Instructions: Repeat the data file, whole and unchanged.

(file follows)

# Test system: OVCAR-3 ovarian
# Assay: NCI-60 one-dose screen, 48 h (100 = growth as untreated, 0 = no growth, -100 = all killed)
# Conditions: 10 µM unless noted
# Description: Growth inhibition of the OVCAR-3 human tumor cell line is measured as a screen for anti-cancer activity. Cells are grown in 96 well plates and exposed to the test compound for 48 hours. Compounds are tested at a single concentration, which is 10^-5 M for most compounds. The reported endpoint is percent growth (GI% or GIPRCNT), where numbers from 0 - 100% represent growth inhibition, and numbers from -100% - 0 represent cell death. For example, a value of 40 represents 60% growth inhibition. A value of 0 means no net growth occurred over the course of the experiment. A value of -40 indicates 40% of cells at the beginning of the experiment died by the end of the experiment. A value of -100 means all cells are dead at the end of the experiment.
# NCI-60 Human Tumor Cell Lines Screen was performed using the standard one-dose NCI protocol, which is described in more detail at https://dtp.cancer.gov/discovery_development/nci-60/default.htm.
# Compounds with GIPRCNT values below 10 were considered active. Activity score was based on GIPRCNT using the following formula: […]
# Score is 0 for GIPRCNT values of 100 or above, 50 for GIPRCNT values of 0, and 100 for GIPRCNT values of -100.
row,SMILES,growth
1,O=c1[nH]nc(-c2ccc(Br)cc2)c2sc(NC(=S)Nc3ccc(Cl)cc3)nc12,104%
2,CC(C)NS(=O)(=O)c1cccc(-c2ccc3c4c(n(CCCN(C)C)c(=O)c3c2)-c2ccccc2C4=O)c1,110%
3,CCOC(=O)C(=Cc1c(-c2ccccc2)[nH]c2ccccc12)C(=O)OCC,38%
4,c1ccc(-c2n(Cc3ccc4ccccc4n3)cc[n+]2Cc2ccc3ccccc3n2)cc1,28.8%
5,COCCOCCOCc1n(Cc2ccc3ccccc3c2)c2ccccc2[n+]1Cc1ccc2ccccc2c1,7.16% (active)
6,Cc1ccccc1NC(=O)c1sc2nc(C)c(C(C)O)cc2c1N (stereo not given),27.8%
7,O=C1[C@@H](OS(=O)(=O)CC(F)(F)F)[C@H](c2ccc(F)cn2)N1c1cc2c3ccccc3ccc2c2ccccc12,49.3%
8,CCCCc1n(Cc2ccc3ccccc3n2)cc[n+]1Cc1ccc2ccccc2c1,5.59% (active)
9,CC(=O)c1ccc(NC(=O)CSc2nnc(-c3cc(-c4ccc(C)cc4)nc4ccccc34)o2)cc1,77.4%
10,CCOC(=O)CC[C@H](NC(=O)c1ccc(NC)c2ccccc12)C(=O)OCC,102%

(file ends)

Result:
# Test system: OVCAR-3 ovarian
# Assay: NCI-60 one-dose screen, 48 h (100 = growth as untreated, 0 = no growth, -100 = all killed)
# Conditions: 10 µM unless noted
# Description: Growth inhibition of the OVCAR-3 human tumor cell line is measured as a screen for anti-cancer activity. Cells are grown in 96 well plates and exposed to the test compound for 48 hours. Compounds are tested at a single concentration, which is 10^-5 M for most compounds. The reported endpoint is percent growth (GI% or GIPRCNT), where numbers from 0 - 100% represent growth inhibition, and numbers from -100% - 0 represent cell death. For example, a value of 40 represents 60% growth inhibition. A value of 0 means no net growth occurred over the course of the experiment. A value of -40 indicates 40% of cells at the beginning of the experiment died by the end of the experiment. A value of -100 means all cells are dead at the end of the experiment.
# NCI-60 Human Tumor Cell Lines Screen was performed using the standard one-dose NCI protocol, which is described in more detail at https://dtp.cancer.gov/discovery_development/nci-60/default.htm.
# Compounds with GIPRCNT values below 10 were considered active. Activity score was based on GIPRCNT using the following formula: […]
# Score is 0 for GIPRCNT values of 100 or above, 50 for GIPRCNT values of 0, and 100 for GIPRCNT values of -100.
row,SMILES,growth
1,O=c1[nH]nc(-c2ccc(Br)cc2)c2sc(NC(=S)Nc3ccc(Cl)cc3)nc12,104%
2,CC(C)NS(=O)(=O)c1cccc(-c2ccc3c4c(n(CCCN(C)C)c(=O)c3c2)-c2ccccc2C4=O)c1,110%
3,CCOC(=O)C(=Cc1c(-c2ccccc2)[nH]c2ccccc12)C(=O)OCC,38%
4,c1ccc(-c2n(Cc3ccc4ccccc4n3)cc[n+]2Cc2ccc3ccccc3n2)cc1,28.8%
5,COCCOCCOCc1n(Cc2ccc3ccccc3c2)c2ccccc2[n+]1Cc1ccc2ccccc2c1,7.16% (active)
6,Cc1ccccc1NC(=O)c1sc2nc(C)c(C(C)O)cc2c1N (stereo not given),27.8%
7,O=C1[C@@H](OS(=O)(=O)CC(F)(F)F)[C@H](c2ccc(F)cn2)N1c1cc2c3ccccc3ccc2c2ccccc12,49.3%
8,CCCCc1n(Cc2ccc3ccccc3n2)cc[n+]1Cc1ccc2ccccc2c1,5.59% (active)
9,CC(=O)c1ccc(NC(=O)CSc2nnc(-c3cc(-c4ccc(C)cc4)nc4ccccc34)o2)cc1,77.4%
10,CCOC(=O)CC[C@H](NC(=O)c1ccc(NC)c2ccccc12)C(=O)OCC,102%